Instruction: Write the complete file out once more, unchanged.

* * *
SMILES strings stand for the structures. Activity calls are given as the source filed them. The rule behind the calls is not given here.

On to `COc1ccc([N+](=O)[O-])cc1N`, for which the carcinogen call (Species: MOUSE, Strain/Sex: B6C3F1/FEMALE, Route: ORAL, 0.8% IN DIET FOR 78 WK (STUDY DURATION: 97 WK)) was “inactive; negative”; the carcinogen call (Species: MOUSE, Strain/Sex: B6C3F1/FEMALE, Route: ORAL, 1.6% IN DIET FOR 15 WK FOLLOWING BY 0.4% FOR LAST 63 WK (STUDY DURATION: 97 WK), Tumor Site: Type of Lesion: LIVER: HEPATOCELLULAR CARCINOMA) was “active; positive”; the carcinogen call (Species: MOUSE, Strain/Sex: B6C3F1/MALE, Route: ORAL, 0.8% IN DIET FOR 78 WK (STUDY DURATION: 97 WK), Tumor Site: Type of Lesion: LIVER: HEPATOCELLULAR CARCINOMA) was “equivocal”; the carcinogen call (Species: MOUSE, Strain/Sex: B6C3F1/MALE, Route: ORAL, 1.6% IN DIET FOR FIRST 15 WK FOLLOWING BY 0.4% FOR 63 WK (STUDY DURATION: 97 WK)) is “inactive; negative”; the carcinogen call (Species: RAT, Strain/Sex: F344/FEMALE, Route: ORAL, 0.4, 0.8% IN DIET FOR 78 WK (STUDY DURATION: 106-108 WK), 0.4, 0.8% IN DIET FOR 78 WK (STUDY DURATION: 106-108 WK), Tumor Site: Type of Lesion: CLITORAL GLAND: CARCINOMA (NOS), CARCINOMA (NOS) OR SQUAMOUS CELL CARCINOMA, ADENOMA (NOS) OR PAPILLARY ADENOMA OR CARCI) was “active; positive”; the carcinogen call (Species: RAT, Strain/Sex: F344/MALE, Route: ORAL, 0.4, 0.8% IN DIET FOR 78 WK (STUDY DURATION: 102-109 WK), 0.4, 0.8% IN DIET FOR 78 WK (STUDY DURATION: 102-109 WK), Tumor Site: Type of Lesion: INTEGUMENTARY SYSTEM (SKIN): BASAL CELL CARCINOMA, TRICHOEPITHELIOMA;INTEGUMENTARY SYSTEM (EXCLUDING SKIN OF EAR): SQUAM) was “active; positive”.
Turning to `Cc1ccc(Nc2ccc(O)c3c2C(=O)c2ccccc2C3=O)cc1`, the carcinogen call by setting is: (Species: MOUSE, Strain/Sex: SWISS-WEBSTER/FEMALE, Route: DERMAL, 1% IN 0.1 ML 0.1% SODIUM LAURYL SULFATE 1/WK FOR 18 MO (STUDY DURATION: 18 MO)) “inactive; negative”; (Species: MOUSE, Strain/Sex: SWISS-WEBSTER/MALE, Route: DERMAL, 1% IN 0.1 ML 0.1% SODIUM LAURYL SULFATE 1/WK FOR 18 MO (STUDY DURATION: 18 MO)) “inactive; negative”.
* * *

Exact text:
SMILES strings stand for the structures. Activity calls are given as the source filed them. The rule behind the calls is not given here.

On to `COc1ccc([N+](=O)[O-])cc1N`, for which the carcinogen call (Species: MOUSE, Strain/Sex: B6C3F1/FEMALE, Route: ORAL, 0.8% IN DIET FOR 78 WK (STUDY DURATION: 97 WK)) was “inactive; negative”; the carcinogen call (Species: MOUSE, Strain/Sex: B6C3F1/FEMALE, Route: ORAL, 1.6% IN DIET FOR 15 WK FOLLOWING BY 0.4% FOR LAST 63 WK (STUDY DURATION: 97 WK), Tumor Site: Type of Lesion: LIVER: HEPATOCELLULAR CARCINOMA) was “active; positive”; the carcinogen call (Species: MOUSE, Strain/Sex: B6C3F1/MALE, Route: ORAL, 0.8% IN DIET FOR 78 WK (STUDY DURATION: 97 WK), Tumor Site: Type of Lesion: LIVER: HEPATOCELLULAR CARCINOMA) was “equivocal”; the carcinogen call (Species: MOUSE, Strain/Sex: B6C3F1/MALE, Route: ORAL, 1.6% IN DIET FOR FIRST 15 WK FOLLOWING BY 0.4% FOR 63 WK (STUDY DURATION: 97 WK)) is “inactive; negative”; the carcinogen call (Species: RAT, Strain/Sex: F344/FEMALE, Route: ORAL, 0.4, 0.8% IN DIET FOR 78 WK (STUDY DURATION: 106-108 WK), 0.4, 0.8% IN DIET FOR 78 WK (STUDY DURATION: 106-108 WK), Tumor Site: Type of Lesion: CLITORAL GLAND: CARCINOMA (NOS), CARCINOMA (NOS) OR SQUAMOUS CELL CARCINOMA, ADENOMA (NOS) OR PAPILLARY ADENOMA OR CARCI) was “active; positive”; the carcinogen call (Species: RAT, Strain/Sex: F344/MALE, Route: ORAL, 0.4, 0.8% IN DIET FOR 78 WK (STUDY DURATION: 102-109 WK), 0.4, 0.8% IN DIET FOR 78 WK (STUDY DURATION: 102-109 WK), Tumor Site: Type of Lesion: INTEGUMENTARY SYSTEM (SKIN): BASAL CELL CARCINOMA, TRICHOEPITHELIOMA;INTEGUMENTARY SYSTEM (EXCLUDING SKIN OF EAR): SQUAM) was “active; positive”.
Turning to `Cc1ccc(Nc2ccc(O)c3c2C(=O)c2ccccc2C3=O)cc1`, the carcinogen call by setting is: (Species: MOUSE, Strain/Sex: SWISS-WEBSTER/FEMALE, Route: DERMAL, 1% IN 0.1 ML 0.1% SODIUM LAURYL SULFATE 1/WK FOR 18 MO (STUDY DURATION: 18 MO)) “inactive; negative”; (Species: MOUSE, Strain/Sex: SWISS-WEBSTER/MALE, Route: DERMAL, 1% IN 0.1 ML 0.1% SODIUM LAURYL SULFATE 1/WK FOR 18 MO (STUDY DURATION: 18 MO)) “inactive; negative”.